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Sides for a tea tray.

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Andy Kev.

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I'm making a tea tray for a friend. It will be about 20" x 12" (~50 x 30 cm) and made of two bits of book matched elm which should end up about 3/8" - 1/2" (~9 - 12 mm) thick.

I found a plan in Vol III of the The Woodworker book from LAP. The thing that I'm not sure about is the suggested idea for the sides of the tray. They are effectively made up of four battens dovetailed together and screwed onto the tray top. My first reaction is that if the wood moves, it will surely put the sides under stress. Would it not be better to groove the side pieces, slot the base into the grooves and join the sides with lapped dovetails in the manner of a drawer front?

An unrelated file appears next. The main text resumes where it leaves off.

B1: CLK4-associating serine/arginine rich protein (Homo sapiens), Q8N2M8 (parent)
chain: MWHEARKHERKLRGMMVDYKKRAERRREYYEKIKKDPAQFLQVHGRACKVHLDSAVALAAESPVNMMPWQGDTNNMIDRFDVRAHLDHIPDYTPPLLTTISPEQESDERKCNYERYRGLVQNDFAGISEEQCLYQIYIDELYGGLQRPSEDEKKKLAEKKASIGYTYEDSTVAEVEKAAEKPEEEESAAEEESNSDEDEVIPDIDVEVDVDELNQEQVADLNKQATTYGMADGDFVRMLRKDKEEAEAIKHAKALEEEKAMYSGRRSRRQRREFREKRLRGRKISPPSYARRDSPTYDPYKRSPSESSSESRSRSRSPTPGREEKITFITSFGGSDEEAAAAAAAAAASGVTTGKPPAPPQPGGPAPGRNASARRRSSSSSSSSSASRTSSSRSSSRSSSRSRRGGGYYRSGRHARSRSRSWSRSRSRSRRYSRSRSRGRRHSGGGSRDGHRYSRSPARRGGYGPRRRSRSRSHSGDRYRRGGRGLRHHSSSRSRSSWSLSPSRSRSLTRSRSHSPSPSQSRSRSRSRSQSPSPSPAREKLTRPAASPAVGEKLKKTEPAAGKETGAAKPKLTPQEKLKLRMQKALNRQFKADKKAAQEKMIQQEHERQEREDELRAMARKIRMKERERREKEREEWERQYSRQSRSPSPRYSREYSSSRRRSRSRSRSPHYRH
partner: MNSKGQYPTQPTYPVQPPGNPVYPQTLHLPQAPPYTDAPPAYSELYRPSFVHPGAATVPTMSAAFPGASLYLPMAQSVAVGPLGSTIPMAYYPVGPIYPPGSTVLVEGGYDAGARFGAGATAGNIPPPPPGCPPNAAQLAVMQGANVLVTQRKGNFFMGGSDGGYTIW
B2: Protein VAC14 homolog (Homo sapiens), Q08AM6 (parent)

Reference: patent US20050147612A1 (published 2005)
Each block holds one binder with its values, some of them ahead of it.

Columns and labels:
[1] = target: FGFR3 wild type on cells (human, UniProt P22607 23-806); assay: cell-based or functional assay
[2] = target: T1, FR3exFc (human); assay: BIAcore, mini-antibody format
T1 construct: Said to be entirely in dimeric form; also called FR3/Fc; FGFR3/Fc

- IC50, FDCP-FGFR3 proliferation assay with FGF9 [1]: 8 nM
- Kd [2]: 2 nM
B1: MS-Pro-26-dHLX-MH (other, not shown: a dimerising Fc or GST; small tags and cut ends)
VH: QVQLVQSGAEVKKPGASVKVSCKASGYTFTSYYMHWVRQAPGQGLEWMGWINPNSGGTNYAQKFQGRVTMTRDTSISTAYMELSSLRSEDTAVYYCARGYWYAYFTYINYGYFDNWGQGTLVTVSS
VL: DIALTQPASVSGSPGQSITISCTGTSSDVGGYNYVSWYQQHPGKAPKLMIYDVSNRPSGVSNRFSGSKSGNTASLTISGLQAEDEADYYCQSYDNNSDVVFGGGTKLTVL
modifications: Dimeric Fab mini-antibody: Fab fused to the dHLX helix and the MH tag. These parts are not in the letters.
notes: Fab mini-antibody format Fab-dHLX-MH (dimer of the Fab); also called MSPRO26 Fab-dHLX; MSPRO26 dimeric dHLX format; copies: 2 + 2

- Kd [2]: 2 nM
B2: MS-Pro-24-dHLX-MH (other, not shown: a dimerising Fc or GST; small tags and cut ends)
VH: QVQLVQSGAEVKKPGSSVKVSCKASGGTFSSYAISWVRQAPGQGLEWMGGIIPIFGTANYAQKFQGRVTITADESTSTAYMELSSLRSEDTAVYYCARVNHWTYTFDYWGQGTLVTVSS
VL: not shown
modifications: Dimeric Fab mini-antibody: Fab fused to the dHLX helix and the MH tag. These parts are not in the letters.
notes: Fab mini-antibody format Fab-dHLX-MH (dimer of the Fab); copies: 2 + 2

Or are there other possibilities?
 

Doug B

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One of my first school woodwork projects was a tea tray as I guess many of a certain age would have been, if I remember correctly the sides were screwed to the base which was plywood with a laminate top so a similar design to the woodworker book & that lasted many decades.

That said if I was making one now I would go for a base rebated into the sides not only to better allow for movement but also from my point of view it looks better.
 

thetyreman

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yes you could use lapped dovetails or mitred dovetails to hide the groove, another option although much cruder is to simply glue the bottom on, on a tool tray I glue and nail it on, it's surprisingly strong.

the dovetailed sides will have almost zero movement problems because it's likely to be less than 2 inches wide, it'll move across the width not length so I wouldn't worry about that.

you could also use a rebate on the bottom instead of a groove.
 
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